The home has large areas of glazing on the east and west facades. Given the small footprint of the home and the open floor plan, the entire interior experiences direct light in the morning and evening.
There is now continuous, stepped landscaping from one home to the next as the buildings and street rise up the hillside.
Walls of glass, horizontal roof planes, and a natural material palette enable this expansive home to feel like an extension of a dramatic boulder-strewn landscape in Idaho.
A timber boardwalk through the veld grass leads to a 15-meter, reed-filtration lap pool.
"Wendy and Lukas were looking for a natural, sporty lifestyle and a sustainably designed home," says Daffonchio. "It is always rewarding to see the owners living the lifestyle they had dreamed, and seeing their joy in living the home and its incredible surroundings."
Monaghan Farm is a 1,300-acre eco-estate about an hour north of the center of Johannesburg. The architectural and environmental guidelines for the estate outline that only 3% of the land will ever be built on.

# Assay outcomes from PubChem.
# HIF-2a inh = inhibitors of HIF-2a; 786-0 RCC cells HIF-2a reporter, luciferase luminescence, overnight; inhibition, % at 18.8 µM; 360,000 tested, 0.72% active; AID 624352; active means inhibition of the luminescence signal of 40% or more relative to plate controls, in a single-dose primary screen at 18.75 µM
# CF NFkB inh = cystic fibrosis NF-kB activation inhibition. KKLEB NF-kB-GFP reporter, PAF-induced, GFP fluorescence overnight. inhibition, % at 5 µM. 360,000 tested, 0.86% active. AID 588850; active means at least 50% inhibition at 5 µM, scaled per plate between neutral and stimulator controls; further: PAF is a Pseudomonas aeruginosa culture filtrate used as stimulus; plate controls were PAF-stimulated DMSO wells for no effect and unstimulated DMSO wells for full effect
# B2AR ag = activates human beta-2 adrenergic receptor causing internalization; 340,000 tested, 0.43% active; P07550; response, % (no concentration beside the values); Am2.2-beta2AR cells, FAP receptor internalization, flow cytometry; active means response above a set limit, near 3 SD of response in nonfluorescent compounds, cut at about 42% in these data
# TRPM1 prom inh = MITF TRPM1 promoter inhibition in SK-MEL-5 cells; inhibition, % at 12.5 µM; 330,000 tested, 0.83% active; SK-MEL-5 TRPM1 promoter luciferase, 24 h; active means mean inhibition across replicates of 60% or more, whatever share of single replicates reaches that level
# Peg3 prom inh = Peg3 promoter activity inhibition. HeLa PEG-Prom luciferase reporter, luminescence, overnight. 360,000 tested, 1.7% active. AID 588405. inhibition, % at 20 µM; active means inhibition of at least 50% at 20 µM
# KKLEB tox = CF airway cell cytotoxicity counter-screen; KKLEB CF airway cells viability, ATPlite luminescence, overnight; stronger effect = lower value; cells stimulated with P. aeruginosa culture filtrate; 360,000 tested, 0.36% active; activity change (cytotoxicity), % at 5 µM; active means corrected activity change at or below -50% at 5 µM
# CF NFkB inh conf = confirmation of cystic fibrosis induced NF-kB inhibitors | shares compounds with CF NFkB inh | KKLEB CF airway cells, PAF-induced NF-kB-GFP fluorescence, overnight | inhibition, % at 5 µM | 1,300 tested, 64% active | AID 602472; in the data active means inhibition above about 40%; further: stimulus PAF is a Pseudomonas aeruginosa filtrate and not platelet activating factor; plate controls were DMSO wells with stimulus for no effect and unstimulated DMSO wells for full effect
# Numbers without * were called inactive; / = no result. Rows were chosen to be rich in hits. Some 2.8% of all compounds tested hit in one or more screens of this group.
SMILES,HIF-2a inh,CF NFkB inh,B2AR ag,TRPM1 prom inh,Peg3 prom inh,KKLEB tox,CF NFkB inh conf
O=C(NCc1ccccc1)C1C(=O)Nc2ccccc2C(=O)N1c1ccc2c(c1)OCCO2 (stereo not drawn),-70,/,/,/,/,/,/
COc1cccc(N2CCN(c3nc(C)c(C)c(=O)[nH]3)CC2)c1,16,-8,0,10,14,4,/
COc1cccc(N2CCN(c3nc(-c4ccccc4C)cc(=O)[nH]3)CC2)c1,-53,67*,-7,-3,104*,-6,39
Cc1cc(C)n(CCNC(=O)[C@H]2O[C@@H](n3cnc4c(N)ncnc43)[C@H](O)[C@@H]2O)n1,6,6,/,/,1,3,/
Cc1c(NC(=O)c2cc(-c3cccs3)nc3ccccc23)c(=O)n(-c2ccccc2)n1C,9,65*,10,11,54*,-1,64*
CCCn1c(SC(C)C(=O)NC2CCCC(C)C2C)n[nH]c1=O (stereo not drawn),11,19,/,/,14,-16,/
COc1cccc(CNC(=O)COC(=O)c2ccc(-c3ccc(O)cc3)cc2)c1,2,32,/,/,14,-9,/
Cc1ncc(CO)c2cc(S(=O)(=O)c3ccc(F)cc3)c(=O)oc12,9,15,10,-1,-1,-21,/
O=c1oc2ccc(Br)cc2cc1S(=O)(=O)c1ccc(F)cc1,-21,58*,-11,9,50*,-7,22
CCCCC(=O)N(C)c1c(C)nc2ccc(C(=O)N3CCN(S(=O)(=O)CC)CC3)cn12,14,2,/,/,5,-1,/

As well as a sequence of innovative country houses, Peter Foggo and David Thomas complete a number of residences in Wimbledon. The most accomplished of these was this project, completed in 1963, sitting on a street of traditional and substantial period dwellings, mostly in brick. Foggo & Thomas’ house, in contrast, is both low slung and distinctly modern. Its structural framework is provided by a combination of concrete trusses that span the flat-roofed house, forming a series of spider leg ‘bridges,’ working in concert with a linear and lighter steel frame.
Windsor Residence by Dick Clark + Associates
007 House by Dick Clark + Associates
When Wexler and Harrison’s steel homes first hit the market in 1962, they were competitively priced between $13,000 and $17,000. Shown above is Steel House #2.
In Kansas City, Missouri, a family sought to construct a new home using prefabricated structural insulated panels (SIPS) instead of traditional frame construction. The entire kit house is composed of 4' x 8' sections, and the shell was constructed in about a week. The project’s relatively low cost, quick build time, and highly insulated envelope were positives, but the panels also have their limitations. “Most SIP projects look pretty stupid,” Jamie says. “They haven’t been manipulated by someone who’s thinking creatively.” In this case, Jamie augmented the simple panel system with a dynamic cantilever.